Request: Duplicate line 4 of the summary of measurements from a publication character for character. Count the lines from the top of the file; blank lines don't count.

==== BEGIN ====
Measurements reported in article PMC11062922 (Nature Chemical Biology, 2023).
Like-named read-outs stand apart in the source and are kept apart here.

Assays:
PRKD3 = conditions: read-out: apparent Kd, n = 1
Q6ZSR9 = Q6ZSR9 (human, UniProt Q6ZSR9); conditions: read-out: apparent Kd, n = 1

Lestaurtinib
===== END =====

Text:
PRKD3 = conditions: read-out: apparent Kd, n = 1